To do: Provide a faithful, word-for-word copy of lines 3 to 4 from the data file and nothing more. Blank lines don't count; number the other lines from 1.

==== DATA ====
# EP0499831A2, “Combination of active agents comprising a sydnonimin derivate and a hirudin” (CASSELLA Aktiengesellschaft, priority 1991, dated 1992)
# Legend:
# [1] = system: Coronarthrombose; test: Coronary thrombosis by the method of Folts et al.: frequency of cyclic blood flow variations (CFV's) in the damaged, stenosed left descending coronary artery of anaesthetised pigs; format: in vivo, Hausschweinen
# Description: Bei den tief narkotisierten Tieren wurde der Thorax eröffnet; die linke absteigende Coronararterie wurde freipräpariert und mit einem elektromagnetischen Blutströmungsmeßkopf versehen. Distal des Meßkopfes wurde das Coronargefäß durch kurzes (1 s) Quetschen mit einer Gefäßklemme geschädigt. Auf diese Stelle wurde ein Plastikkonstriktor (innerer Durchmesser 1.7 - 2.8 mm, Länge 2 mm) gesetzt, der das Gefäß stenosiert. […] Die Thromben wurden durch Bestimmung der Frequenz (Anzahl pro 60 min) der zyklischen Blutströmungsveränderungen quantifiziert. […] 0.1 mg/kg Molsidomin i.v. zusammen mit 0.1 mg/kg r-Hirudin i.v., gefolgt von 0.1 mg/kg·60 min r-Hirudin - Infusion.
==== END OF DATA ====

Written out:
# [1] = system: Coronarthrombose; test: Coronary thrombosis by the method of Folts et al.: frequency of cyclic blood flow variations (CFV's) in the damaged, stenosed left descending coronary artery of anaesthetised pigs; format: in vivo, Hausschweinen
# Description: Bei den tief narkotisierten Tieren wurde der Thorax eröffnet; die linke absteigende Coronararterie wurde freipräpariert und mit einem elektromagnetischen Blutströmungsmeßkopf versehen. Distal des Meßkopfes wurde das Coronargefäß durch kurzes (1 s) Quetschen mit einer Gefäßklemme geschädigt. Auf diese Stelle wurde ein Plastikkonstriktor (innerer Durchmesser 1.7 - 2.8 mm, Länge 2 mm) gesetzt, der das Gefäß stenosiert. […] Die Thromben wurden durch Bestimmung der Frequenz (Anzahl pro 60 min) der zyklischen Blutströmungsveränderungen quantifiziert. […] 0.1 mg/kg Molsidomin i.v. zusammen mit 0.1 mg/kg r-Hirudin i.v., gefolgt von 0.1 mg/kg·60 min r-Hirudin - Infusion.